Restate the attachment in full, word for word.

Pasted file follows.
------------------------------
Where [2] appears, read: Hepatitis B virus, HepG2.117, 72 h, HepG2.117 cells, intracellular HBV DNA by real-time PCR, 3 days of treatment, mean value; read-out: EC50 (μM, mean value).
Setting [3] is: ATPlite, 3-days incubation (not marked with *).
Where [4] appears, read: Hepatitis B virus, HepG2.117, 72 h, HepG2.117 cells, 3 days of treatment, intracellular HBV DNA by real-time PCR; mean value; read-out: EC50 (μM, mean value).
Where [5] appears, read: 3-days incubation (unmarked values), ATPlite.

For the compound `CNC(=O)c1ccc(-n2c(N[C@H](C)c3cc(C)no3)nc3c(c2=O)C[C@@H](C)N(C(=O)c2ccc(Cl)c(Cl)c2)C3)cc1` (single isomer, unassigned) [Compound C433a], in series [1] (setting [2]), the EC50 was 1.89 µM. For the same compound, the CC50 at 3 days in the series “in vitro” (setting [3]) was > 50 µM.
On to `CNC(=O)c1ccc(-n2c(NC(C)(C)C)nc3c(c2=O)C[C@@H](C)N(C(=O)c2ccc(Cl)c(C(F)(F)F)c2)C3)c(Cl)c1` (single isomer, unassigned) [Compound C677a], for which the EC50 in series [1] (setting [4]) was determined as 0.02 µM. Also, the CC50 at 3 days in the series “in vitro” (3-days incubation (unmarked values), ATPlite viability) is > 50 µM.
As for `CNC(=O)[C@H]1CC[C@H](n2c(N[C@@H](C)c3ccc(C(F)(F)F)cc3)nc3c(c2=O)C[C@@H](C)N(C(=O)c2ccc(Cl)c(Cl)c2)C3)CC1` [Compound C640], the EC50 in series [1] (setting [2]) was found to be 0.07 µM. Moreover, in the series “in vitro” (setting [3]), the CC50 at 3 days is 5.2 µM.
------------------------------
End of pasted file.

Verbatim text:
Where [2] appears, read: Hepatitis B virus, HepG2.117, 72 h, HepG2.117 cells, intracellular HBV DNA by real-time PCR, 3 days of treatment, mean value; read-out: EC50 (μM, mean value).
Setting [3] is: ATPlite, 3-days incubation (not marked with *).
Where [4] appears, read: Hepatitis B virus, HepG2.117, 72 h, HepG2.117 cells, 3 days of treatment, intracellular HBV DNA by real-time PCR; mean value; read-out: EC50 (μM, mean value).
Where [5] appears, read: 3-days incubation (unmarked values), ATPlite.

For the compound `CNC(=O)c1ccc(-n2c(N[C@H](C)c3cc(C)no3)nc3c(c2=O)C[C@@H](C)N(C(=O)c2ccc(Cl)c(Cl)c2)C3)cc1` (single isomer, unassigned) [Compound C433a], in series [1] (setting [2]), the EC50 was 1.89 µM. For the same compound, the CC50 at 3 days in the series “in vitro” (setting [3]) was > 50 µM.
On to `CNC(=O)c1ccc(-n2c(NC(C)(C)C)nc3c(c2=O)C[C@@H](C)N(C(=O)c2ccc(Cl)c(C(F)(F)F)c2)C3)c(Cl)c1` (single isomer, unassigned) [Compound C677a], for which the EC50 in series [1] (setting [4]) was determined as 0.02 µM. Also, the CC50 at 3 days in the series “in vitro” (3-days incubation (unmarked values), ATPlite viability) is > 50 µM.
As for `CNC(=O)[C@H]1CC[C@H](n2c(N[C@@H](C)c3ccc(C(F)(F)F)cc3)nc3c(c2=O)C[C@@H](C)N(C(=O)c2ccc(Cl)c(Cl)c2)C3)CC1` [Compound C640], the EC50 in series [1] (setting [2]) was found to be 0.07 µM. Moreover, in the series “in vitro” (setting [3]), the CC50 at 3 days is 5.2 µM.